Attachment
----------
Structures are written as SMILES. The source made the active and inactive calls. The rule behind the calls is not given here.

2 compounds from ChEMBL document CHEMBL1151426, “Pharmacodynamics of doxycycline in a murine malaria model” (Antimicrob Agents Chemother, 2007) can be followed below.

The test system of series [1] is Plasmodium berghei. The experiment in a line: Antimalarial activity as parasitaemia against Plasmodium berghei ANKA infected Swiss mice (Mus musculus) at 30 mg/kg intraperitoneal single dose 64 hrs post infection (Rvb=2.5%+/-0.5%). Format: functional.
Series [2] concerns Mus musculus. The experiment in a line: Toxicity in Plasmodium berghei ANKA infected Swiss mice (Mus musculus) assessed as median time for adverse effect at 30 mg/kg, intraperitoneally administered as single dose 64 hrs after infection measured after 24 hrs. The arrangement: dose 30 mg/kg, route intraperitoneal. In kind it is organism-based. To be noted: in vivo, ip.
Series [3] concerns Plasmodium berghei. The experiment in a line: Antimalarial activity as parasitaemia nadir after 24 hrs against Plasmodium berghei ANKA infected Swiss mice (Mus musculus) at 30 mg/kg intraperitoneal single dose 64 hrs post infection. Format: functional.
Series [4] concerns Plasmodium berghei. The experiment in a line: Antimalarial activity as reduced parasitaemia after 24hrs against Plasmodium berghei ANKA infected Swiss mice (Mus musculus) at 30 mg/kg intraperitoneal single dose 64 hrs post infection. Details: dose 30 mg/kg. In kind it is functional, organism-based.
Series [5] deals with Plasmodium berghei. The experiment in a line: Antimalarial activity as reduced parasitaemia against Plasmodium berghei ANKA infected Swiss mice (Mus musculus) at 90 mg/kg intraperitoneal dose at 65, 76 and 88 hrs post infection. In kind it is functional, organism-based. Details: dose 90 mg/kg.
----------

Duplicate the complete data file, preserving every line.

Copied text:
Structures are written as SMILES. The source made the active and inactive calls. The rule behind the calls is not given here.

2 compounds from ChEMBL document CHEMBL1151426, “Pharmacodynamics of doxycycline in a murine malaria model” (Antimicrob Agents Chemother, 2007) can be followed below.

The test system of series [1] is Plasmodium berghei. The experiment in a line: Antimalarial activity as parasitaemia against Plasmodium berghei ANKA infected Swiss mice (Mus musculus) at 30 mg/kg intraperitoneal single dose 64 hrs post infection (Rvb=2.5%+/-0.5%). Format: functional.
Series [2] concerns Mus musculus. The experiment in a line: Toxicity in Plasmodium berghei ANKA infected Swiss mice (Mus musculus) assessed as median time for adverse effect at 30 mg/kg, intraperitoneally administered as single dose 64 hrs after infection measured after 24 hrs. The arrangement: dose 30 mg/kg, route intraperitoneal. In kind it is organism-based. To be noted: in vivo, ip.
Series [3] concerns Plasmodium berghei. The experiment in a line: Antimalarial activity as parasitaemia nadir after 24 hrs against Plasmodium berghei ANKA infected Swiss mice (Mus musculus) at 30 mg/kg intraperitoneal single dose 64 hrs post infection. Format: functional.
Series [4] concerns Plasmodium berghei. The experiment in a line: Antimalarial activity as reduced parasitaemia after 24hrs against Plasmodium berghei ANKA infected Swiss mice (Mus musculus) at 30 mg/kg intraperitoneal single dose 64 hrs post infection. Details: dose 30 mg/kg. In kind it is functional, organism-based.
Series [5] deals with Plasmodium berghei. The experiment in a line: Antimalarial activity as reduced parasitaemia against Plasmodium berghei ANKA infected Swiss mice (Mus musculus) at 90 mg/kg intraperitoneal dose at 65, 76 and 88 hrs post infection. In kind it is functional, organism-based. Details: dose 90 mg/kg.